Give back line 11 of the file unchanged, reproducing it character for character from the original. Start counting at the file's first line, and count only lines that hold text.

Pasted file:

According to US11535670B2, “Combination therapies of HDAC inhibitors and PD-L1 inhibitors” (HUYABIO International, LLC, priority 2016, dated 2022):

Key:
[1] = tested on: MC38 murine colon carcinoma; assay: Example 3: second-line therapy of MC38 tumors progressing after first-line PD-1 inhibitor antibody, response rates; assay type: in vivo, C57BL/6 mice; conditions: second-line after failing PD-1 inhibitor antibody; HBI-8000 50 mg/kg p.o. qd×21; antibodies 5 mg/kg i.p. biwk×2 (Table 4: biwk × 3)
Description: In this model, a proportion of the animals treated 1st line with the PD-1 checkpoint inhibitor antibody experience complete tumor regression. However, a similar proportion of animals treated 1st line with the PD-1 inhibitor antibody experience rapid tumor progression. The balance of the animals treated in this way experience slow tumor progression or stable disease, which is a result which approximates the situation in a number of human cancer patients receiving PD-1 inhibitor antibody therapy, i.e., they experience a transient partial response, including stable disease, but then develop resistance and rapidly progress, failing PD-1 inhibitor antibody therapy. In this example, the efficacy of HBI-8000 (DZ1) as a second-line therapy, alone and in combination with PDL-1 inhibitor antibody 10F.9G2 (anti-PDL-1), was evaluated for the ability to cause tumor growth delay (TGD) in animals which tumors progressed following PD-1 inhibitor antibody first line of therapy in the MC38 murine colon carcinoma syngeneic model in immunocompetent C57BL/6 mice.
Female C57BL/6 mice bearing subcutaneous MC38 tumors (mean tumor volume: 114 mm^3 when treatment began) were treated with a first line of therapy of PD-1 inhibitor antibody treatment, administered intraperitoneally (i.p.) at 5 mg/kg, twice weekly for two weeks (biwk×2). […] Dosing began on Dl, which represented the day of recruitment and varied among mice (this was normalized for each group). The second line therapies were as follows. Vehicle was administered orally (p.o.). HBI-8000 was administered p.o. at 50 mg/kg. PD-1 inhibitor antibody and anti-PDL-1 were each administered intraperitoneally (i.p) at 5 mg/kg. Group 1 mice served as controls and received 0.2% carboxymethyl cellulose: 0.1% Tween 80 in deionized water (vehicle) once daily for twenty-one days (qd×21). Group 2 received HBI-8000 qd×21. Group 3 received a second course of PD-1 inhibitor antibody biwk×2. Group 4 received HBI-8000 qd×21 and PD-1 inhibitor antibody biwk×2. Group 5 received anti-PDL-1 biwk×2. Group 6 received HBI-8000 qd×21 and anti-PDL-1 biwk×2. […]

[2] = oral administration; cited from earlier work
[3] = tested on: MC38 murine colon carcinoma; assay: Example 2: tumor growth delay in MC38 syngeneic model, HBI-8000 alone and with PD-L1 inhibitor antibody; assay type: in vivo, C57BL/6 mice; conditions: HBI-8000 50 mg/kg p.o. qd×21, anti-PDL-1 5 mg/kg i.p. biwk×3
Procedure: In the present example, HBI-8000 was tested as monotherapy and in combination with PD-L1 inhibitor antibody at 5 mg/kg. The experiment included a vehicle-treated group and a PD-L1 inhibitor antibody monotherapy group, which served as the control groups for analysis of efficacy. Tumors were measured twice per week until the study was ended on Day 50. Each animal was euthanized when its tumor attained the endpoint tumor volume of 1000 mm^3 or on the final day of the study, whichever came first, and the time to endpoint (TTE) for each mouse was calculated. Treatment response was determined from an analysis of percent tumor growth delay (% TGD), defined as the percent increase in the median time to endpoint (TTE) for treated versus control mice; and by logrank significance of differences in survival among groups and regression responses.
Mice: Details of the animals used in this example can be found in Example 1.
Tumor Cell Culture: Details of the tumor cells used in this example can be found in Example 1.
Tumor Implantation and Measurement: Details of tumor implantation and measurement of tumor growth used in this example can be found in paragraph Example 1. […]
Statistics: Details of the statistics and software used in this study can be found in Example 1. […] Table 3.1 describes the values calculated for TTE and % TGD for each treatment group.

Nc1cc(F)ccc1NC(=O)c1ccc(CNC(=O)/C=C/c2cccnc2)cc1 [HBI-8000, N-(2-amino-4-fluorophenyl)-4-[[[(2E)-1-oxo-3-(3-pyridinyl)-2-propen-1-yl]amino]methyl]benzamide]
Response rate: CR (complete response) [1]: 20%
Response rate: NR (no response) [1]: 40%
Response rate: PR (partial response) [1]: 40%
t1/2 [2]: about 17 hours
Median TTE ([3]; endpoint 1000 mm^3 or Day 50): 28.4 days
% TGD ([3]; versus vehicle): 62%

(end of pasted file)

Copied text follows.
Tumor Implantation and Measurement: Details of tumor implantation and measurement of tumor growth used in this example can be found in paragraph Example 1. […]